A Michigan House Energy Policy Committee unanimously passed three resolutions urging the federal government to establish a permanent solution for nuclear waste.
The committee heard the bills during a March 28 hearing. Two of the resolutions, SCR 6 and SCR 9, are sponsored by Sen. John Proos, who represents Berrien County, home to the Donald C. Cook nuclear plant owned by a subsidiary of American Electric Power Co. Inc. SCR 6 urges Congress to appropriate money from the Nuclear Waste Fund to establish a permanent repository for high-level nuclear waste and reimburse utility customers who have contributed to the fund. Michigan utility customers have paid more than $800 million to the Nuclear Waste Fund since 1983, according to SCR 9, but a federal solution has yet to materialize. SCR 9 urges Congress and President Donald Trump to back policies allowing for facilities that reprocess and repurpose spent nuclear fuel. SCR 9 refers to Argonne National Laboratory's high-temperature method to recycle spent nuclear fuel and extend the life of the uranium ore for power generation.
The last resolution, SCR 8, urges the U.S. Department of Energy and the U.S. Nuclear Regulatory Commission to also work on a permanent solution for handling nuclear waste. The resolution was sponsored by Sen. Dale Zorn, whose district includes Monroe County, home to DTE Energy Co.'s Fermi nuclear plant.
The three resolutions come as the state continues to store spent nuclear fuel on the shores of Lake Michigan. Congress in 2002, under then-President George W. Bush, approved Yucca Mountain in Nevada as a repository for spent nuclear fuel, but the NRC's review of the site halted in 2010 under the Obama administration with the support of then-Senate President Harry Reid of Nevada. The transportation of fuel to Yucca Mountain has also been a point of contention more so than the site itself, Proos said during the hearing.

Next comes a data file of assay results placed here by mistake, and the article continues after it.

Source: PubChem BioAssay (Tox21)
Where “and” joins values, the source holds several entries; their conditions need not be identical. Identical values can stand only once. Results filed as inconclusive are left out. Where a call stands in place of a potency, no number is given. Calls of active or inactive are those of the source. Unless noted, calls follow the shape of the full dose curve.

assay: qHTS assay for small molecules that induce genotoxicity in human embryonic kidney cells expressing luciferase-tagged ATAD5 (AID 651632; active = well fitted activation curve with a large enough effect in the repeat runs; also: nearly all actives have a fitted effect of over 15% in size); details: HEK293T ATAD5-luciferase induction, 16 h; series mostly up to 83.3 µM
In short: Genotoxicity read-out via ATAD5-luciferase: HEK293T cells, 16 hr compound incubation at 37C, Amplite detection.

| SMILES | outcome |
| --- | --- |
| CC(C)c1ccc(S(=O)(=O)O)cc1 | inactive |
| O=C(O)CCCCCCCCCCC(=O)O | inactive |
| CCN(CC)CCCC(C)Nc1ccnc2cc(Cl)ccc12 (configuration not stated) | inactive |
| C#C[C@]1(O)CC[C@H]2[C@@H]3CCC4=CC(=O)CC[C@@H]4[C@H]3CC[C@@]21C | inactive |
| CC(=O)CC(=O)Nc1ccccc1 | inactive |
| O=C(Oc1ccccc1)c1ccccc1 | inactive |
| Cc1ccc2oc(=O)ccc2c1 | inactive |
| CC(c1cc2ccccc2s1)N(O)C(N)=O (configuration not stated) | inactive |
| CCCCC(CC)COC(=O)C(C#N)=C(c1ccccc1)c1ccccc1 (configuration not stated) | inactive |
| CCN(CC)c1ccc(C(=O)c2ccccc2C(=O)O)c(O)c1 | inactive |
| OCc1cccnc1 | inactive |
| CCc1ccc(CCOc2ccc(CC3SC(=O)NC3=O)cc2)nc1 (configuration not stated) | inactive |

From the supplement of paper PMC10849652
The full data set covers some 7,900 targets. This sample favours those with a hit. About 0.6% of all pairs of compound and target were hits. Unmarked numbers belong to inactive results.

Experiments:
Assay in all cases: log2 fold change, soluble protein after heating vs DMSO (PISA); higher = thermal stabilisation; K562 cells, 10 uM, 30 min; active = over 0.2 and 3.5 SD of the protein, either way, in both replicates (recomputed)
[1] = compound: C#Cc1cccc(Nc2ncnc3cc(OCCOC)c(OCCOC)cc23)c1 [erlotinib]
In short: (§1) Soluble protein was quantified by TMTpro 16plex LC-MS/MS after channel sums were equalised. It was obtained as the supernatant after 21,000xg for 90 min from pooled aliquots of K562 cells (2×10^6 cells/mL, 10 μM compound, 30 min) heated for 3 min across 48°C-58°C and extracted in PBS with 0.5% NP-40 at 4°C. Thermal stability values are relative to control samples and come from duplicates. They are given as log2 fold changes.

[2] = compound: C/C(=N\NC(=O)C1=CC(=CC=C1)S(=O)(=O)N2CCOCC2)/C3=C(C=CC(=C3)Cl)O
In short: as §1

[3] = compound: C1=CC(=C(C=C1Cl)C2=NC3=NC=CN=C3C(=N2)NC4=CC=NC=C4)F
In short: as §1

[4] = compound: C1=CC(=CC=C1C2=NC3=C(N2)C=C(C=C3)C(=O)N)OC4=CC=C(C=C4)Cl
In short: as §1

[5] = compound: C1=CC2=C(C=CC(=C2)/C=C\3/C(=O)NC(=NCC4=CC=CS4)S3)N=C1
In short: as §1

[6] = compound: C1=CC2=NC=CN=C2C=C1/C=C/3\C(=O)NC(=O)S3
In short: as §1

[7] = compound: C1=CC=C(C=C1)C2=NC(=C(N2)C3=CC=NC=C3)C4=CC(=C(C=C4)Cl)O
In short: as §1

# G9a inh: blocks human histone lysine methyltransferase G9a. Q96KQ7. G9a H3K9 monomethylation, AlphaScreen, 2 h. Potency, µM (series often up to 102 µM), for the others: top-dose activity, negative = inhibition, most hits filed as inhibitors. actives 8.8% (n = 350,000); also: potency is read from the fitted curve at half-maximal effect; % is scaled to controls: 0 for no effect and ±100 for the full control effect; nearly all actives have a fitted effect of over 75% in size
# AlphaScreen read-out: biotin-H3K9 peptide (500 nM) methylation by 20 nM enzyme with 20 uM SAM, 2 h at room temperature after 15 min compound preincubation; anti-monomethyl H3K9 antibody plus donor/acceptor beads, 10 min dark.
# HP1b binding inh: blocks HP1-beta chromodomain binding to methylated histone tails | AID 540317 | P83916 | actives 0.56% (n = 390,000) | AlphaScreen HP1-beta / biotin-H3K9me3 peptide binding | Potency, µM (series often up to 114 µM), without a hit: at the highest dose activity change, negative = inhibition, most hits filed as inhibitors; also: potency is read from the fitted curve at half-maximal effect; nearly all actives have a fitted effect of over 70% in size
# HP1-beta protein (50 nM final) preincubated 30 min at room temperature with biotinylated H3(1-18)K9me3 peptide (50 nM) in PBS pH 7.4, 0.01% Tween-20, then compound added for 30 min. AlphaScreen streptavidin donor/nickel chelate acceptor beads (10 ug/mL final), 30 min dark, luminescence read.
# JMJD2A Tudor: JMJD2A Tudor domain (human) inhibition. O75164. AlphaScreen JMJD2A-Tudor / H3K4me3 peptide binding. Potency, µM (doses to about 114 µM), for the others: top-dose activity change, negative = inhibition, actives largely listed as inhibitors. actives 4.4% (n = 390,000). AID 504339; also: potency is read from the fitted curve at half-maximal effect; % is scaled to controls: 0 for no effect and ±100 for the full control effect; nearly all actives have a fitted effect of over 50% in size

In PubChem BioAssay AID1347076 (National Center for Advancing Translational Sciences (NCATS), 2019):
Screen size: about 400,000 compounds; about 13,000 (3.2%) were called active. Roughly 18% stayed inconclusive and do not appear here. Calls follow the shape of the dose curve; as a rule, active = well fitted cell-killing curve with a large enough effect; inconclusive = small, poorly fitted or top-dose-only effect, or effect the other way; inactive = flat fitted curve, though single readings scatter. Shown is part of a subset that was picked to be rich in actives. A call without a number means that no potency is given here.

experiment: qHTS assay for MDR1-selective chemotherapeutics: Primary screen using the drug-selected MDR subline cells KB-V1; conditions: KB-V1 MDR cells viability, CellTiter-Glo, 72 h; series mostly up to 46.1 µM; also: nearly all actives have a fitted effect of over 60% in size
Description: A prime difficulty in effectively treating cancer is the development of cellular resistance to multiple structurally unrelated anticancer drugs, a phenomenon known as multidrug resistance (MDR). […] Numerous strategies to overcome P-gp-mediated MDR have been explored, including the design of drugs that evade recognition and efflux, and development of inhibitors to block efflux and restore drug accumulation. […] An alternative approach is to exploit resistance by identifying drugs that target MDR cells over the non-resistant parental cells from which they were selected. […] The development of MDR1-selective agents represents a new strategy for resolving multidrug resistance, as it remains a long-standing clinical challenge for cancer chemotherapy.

The resolutions come as legislators in Michigan seek ways to protect nuclear generation. Proos said the Cook plant is the largest taxpayer in Berrien County. He also pointed to the Palisades nuclear plant, which is scheduled to retire in 2018 instead of in 2022, when its current power contract with Consumers Energy Co. expires. The plant's owner, Entergy Corp., last December announced the early retirement because of market conditions and savings to Consumers Energy customers from switching to more economic alternatives, according to Entergy's December 2016 release. The Michigan Public Service Commission is considering the possible closure of Palisades and will hold meetings in May to inform the public, according to March 28 release.
Members of the committee passed the resolutions in hopes that the discussion can move under Trump's administration. The passage comes as Energy Department head Rick Perry on March 27 visited Yucca Mountain and President Trump's budget blueprint from March 16 included $120 million to restart the process of licensing the Yucca Mountain nuclear waste repository.
The three resolutions had previously passed the state Senate on March 8. They now head to the full House.